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6-Genetech §§: BIOSAFETY - UN/UNEP press releases



-------------------------- GENET-news ---------------------------

TITLE:  A) Annan urges accord on rules for modified organisms
        B) Governments meet to conclude biosafety treaty
        C) Press Backgrounder: Biotechnology and the Biosafety
           Protocol
SOURCE: A) Reuters
        B) + C) United Nations Environmental Programs, News
                Release 2000/1
DATE:   A) December 29, 1999
        B) + C) January 4, 2000
----------------- archive: http://www.gene.ch/ ------------------


Dear GENET-news readers,

this message will be the first of a series of mails informing
about the resumed biosafety negotiations in Montreal. For the
official documents go to http://www.biodiv.org/biosafe/
BIOSAFE6.HTML. A list of selected NGO web pages covering the
issue will be given later.

Biosafety Timetable

January 20-21 - Informal Regional and Interregional Meetings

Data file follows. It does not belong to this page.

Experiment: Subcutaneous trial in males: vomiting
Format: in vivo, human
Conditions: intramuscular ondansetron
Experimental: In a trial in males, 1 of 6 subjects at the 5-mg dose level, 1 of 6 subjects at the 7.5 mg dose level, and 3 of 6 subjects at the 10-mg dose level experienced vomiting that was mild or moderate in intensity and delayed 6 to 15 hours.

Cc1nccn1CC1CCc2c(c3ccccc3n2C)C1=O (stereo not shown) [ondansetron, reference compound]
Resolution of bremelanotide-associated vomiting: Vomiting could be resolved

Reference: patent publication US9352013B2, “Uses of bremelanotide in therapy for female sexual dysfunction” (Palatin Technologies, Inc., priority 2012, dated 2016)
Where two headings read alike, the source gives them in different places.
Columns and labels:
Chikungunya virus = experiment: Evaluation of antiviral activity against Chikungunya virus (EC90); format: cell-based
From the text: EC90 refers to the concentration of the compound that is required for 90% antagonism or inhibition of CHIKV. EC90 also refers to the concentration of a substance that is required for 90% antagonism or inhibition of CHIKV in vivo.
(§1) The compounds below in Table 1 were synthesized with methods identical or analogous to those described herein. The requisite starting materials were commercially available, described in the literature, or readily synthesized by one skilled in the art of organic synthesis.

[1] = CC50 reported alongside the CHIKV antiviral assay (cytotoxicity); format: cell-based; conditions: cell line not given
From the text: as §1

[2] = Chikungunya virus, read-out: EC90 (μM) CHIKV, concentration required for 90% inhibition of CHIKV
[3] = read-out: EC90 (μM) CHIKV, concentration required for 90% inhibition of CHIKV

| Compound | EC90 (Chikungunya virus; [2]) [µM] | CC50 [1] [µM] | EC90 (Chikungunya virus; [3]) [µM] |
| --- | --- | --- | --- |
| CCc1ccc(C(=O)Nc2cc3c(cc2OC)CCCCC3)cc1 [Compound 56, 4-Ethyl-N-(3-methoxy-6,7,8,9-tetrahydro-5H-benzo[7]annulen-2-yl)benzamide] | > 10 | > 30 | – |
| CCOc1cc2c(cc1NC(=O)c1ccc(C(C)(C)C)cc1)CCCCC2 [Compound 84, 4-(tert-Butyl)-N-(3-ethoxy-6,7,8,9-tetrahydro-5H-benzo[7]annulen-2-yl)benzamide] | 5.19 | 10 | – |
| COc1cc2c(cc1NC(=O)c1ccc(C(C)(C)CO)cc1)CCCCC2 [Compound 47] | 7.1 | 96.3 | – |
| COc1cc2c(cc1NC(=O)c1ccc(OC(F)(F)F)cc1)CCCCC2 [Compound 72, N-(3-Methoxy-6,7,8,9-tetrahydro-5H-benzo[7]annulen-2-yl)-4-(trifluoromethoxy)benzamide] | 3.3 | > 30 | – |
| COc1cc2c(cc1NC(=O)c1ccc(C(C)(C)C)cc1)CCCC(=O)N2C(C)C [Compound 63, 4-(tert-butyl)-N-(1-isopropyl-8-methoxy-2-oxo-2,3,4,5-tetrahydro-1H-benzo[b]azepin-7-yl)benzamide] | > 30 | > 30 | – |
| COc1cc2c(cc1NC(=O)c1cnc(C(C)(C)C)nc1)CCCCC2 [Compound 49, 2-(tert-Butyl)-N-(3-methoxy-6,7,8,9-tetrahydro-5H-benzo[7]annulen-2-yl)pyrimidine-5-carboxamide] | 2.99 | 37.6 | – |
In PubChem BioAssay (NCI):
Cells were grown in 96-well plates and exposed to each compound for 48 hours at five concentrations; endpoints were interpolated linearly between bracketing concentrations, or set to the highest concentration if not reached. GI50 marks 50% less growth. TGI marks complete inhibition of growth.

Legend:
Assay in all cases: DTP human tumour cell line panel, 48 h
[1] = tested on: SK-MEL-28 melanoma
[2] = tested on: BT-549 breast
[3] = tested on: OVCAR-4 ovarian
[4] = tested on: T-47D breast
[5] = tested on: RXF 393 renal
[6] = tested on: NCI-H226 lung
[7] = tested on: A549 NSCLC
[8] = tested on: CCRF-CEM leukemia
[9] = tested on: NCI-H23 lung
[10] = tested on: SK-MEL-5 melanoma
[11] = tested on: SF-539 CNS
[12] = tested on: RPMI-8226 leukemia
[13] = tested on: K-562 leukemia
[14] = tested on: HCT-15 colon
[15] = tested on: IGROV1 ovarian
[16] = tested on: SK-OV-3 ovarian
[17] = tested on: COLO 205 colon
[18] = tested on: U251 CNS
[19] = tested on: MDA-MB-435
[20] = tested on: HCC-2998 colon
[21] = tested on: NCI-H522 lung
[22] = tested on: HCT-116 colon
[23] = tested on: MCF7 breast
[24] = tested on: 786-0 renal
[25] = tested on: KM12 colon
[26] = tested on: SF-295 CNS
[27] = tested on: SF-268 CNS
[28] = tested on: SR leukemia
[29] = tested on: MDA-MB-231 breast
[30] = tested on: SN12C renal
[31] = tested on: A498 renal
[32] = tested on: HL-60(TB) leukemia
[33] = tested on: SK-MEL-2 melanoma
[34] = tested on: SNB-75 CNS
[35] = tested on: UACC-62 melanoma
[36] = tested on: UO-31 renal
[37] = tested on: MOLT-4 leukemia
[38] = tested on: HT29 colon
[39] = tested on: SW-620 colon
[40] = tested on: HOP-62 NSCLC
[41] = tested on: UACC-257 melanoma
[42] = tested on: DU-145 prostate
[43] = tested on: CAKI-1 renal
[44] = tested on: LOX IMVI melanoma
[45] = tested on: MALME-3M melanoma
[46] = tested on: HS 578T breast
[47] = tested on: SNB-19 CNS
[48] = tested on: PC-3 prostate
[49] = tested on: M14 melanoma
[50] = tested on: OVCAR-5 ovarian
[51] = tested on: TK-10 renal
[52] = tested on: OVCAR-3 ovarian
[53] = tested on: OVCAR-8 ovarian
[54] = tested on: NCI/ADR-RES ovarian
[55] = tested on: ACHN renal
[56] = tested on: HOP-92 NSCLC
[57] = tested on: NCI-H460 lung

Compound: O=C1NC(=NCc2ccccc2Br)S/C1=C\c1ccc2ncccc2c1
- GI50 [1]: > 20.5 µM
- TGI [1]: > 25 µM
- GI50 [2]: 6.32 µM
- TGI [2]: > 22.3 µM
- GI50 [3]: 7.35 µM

January 24-28 - Resumed Session of the First Extraordinary
                Meeting of the Partis to the Convention of
                Biological Diversity

Yours,

Hartmut Meyer

                         *****

Annan urges accord on rules for modified organisms

UNITED NATIONS, Dec 29 (Reuters) - U.N. Secretary-General Kofi
Annan called on Wednesday for agreement at talks in Montreal next
month to send the world a strong message on biosafety and
regulating the movement of living modified organisms. "Success in
these negotiations would send a strong and timely signal to the
international community that environmental concerns can be
satisfied without creating new obstacles to free trade," he said,
alluding to widespread controversy over exports of genetically
modified crops.

In a message marking the International Day for Biological
Diversity and the sixth anniversary of the entry into force of
the convention on that subject, he said negotiations on a